BELGRADE, 9 February 2017 (Beta) - Serbian Foreign Minister Ivica Dacic strongly criticized on Feb. 9 the erecting of a memorial to Archbishop Aloysius Stepinac in Croatia, and said that it had become customary in that country to have "an anti-Serb policy, justifying crimes against Serbs and the rehabilitation of the fascist Ustasha state" during World War II. "What is happening in Croatia is sad, as confirmed by the fact that during the raising of the memorial to Stepinac, a war criminal from the time of the fascist Ustasha Independent State of Croatia, the harshest criticism is over its location next to a parking lot," Dacic said in a statement released by the Serbian Ministry of Foreign Affairs. The memorial was unveiled in Osijek on Feb. 9, a day before the anniversary of his death. Dacic said that "this is an indication that in Croatia an atmosphere of anti-Serb policy, justifying crimes against Serbs and rehabilitating the fascist Ustasha state is a common thing." "This is also a message to Serbs that crimes against them are allowed and will go unpunished. Why is the EU staying quiet about the rehabilitation of fascism and war crimes? Does this mean tacit condoning? Or will someone from the EU finally deny me," Dacic said.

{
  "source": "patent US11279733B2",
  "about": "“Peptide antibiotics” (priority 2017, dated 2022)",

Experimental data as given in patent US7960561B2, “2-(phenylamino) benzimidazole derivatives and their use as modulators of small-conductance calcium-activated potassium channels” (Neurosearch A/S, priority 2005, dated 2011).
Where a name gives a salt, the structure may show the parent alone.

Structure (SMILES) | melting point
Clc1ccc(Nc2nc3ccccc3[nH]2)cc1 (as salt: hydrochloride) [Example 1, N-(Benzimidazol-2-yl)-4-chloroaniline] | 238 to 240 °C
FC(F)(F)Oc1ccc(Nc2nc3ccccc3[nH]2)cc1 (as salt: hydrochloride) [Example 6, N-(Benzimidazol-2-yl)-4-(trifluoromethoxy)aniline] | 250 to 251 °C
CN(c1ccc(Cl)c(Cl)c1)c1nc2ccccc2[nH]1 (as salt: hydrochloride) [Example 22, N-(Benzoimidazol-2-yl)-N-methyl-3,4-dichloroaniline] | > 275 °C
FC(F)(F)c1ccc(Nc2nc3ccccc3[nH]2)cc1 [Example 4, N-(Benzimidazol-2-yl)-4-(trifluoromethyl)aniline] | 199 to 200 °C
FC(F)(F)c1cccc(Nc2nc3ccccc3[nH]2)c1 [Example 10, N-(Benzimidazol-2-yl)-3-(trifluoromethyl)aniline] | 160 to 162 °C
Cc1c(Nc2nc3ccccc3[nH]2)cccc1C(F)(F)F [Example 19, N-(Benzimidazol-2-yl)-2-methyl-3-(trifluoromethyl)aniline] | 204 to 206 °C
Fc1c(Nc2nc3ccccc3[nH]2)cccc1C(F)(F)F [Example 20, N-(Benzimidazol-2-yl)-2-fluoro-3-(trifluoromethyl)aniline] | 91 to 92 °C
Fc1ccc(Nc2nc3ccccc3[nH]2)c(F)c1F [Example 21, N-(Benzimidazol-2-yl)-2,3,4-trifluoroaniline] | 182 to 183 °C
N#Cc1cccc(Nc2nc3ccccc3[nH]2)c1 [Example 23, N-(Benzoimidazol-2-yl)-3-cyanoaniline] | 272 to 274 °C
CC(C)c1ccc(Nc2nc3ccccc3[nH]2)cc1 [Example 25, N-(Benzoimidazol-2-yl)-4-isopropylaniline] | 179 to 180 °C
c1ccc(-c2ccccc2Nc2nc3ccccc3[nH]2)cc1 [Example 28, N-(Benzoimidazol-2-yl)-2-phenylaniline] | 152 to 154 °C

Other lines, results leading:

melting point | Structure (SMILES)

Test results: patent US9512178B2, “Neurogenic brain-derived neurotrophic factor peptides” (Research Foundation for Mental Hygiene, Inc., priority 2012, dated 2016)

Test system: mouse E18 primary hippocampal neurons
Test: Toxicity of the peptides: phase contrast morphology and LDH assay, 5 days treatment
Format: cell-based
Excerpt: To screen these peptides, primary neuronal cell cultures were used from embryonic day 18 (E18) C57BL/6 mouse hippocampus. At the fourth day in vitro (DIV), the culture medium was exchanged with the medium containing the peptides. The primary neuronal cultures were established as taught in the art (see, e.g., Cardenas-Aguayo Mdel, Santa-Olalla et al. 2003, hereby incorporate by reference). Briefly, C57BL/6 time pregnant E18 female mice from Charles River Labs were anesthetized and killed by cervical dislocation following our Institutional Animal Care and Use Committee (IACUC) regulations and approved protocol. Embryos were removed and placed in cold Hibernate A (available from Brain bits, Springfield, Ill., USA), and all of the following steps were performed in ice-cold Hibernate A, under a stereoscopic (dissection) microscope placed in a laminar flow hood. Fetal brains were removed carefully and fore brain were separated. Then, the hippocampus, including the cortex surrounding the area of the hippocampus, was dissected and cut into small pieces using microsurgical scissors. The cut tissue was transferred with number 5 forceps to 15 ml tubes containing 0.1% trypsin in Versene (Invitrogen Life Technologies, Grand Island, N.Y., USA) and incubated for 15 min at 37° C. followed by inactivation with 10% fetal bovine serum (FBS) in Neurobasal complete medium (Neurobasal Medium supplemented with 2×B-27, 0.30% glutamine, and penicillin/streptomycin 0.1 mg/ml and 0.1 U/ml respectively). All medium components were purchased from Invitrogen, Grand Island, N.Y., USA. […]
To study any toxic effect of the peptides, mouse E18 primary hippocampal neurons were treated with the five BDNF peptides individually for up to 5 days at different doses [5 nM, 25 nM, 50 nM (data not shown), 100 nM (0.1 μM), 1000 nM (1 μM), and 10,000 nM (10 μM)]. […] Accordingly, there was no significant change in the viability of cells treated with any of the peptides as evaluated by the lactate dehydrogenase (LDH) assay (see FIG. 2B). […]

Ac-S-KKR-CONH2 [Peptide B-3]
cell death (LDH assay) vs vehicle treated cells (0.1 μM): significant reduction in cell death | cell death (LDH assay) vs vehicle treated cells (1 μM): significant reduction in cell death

BELGRADE, 9 February 2017 (Beta) - Serbian President Tomislav Nikolic stated on Feb. 9 that it was very important that Kosovo and Metohija remained among the U.N.'s top priorities, if stability was to be preserved. According to a statement from the president's office, during a meeting with UNMIK chief Zahir Tanin in Belgrade Nikolic indicated the importance of that mission's role in Kosovo and Metohija, and said he expected UNMIK not to change its scope and the number of members. "It is very important that Kosovo and Metohija remains among the U.N.'s top priorities, because we are still investing immense efforts into preserving stability and not allowing certain situations to grow into a crisis," Nikolic stated while thanking Tanin for the fact that UNMIK was "fulfilling its mandate in an objective and unbiased manner." Commending the fact that reports to the U.N. Security Council were being submitted regularly, the Serbian president said that such practice contributed to the international community's insight into the events in Kosovo and Metohija. "We are negotiating with Pristina, although the EU is entirely on their side. However, it should be clear to everyone that we will never recognize the independence of Kosovo and Metohija. On the other hand, we expect Pristina to demonstrate readiness to uphold the laws and implement the agreements, primarily regarding the Community of Serb Municipalities," Nikolic stated. UNMIK chief Zahir Tanin thanked Nikolic for the strong support to that mission, stating that UNMIK was trying for all reports to the U.N. Security Council to be balanced and objective.